It might be the end. It is certainly the beginning of the end. Across Egypt, tens of thousands of Arabs braved tear gas, water cannons, stun grenades and live fire this weekend to demand the removal of Hosni Mubarak after more than 30 years of dictatorship.
And as Cairo lay drenched under clouds of tear gas from thousands of canisters fired into dense crowds by riot police, it looked as if his rule was nearing its finish. None of us on the streets of Cairo on Friday even knew where Mubarak – who would later appear on TV to dismiss his cabinet – was. And I didn't find anyone who cared.
They were brave, largely peaceful, these tens of thousands, but the shocking behaviour of Mubarak's plainclothes battagi – the word does literally mean "thugs" in Arabic – who beat, bashed and assaulted demonstrators while the cops watched and did nothing, was a disgrace. These men, many of them drug addict ex-policemen, were the front line of the Egyptian state. The true representatives of Hosni Mubarak.
At one point, gas canisters were streaming smoke across the waters of the Nile as riot police and protesters fought on the great river bridges. It was incredible, a risen people who would no longer take violence and brutality as their lot in the largest Arab nation. And the police themselves might be cracking. "What can we do?" one of the riot cops asked. "We have orders. Do you think we want to do this? This country is going downhill." The government imposed a curfew as protesters knelt in prayer before police.
How does one describe a day that may prove to be so giant a page in Egypt's history? Maybe reporters should abandon analyses and just tell what happened in one of the world's most ancient cities. So here it is, the story scribbled amid a defiant people in the face of thousands of plainclothes and uniformed police.
It began at the Istikama mosque on Giza Square: a grim thoroughfare of gaunt concrete apartment blocks and a line of riot police that stretched as far as the Nile. We all knew that Mohamed ElBaradei would be there for midday prayers and, at first, the crowd seemed small. The cops smoked cigarettes. If this was the end of the reign of Mubarak, it was a pretty unimpressive start.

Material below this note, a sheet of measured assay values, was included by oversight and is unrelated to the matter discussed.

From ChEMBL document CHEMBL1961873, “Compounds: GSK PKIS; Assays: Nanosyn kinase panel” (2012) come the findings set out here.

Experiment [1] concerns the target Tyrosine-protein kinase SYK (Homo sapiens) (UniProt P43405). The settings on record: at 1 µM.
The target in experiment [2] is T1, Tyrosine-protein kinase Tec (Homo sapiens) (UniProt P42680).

But then, no sooner had the last prayers been uttered than the crowd of worshippers turned towards the police. "Mubarak, Mubarak," they shouted. "Saudi Arabia is waiting for you." That's when the water cannons were turned on the crowd – the police had every intention of fighting them even though not a stone had been thrown. The water smashed into the crowd and then the hoses were pointed directly at ElBaradei, who reeled back, drenched.
He had returned from Vienna a few hours earlier and few Egyptians think he will run Egypt – he claims to want to be a negotiator – but this was a disgrace. Egypt's most honoured politician, a Nobel prizewinner who was the top UN nuclear inspector, was drenched like a street urchin. That's what Mubarak thought of him, I suppose: just another troublemaker with a "hidden agenda".
And then the tear gas burst over the crowds. Perhaps there were a few thousand now, but as I walked beside them, something remarkable happened. From apartment blocks and dingy alleyways, from neighbouring streets, hundreds and then thousands of Egyptians swarmed on to the highway leading to Tahrir Square. This is the one tactic the police had decided to prevent. To have Mubarak's detractors in the very centre of Cairo would suggest his rule was already over. The government had already cut the internet and killed mobile phone signals. It made no difference.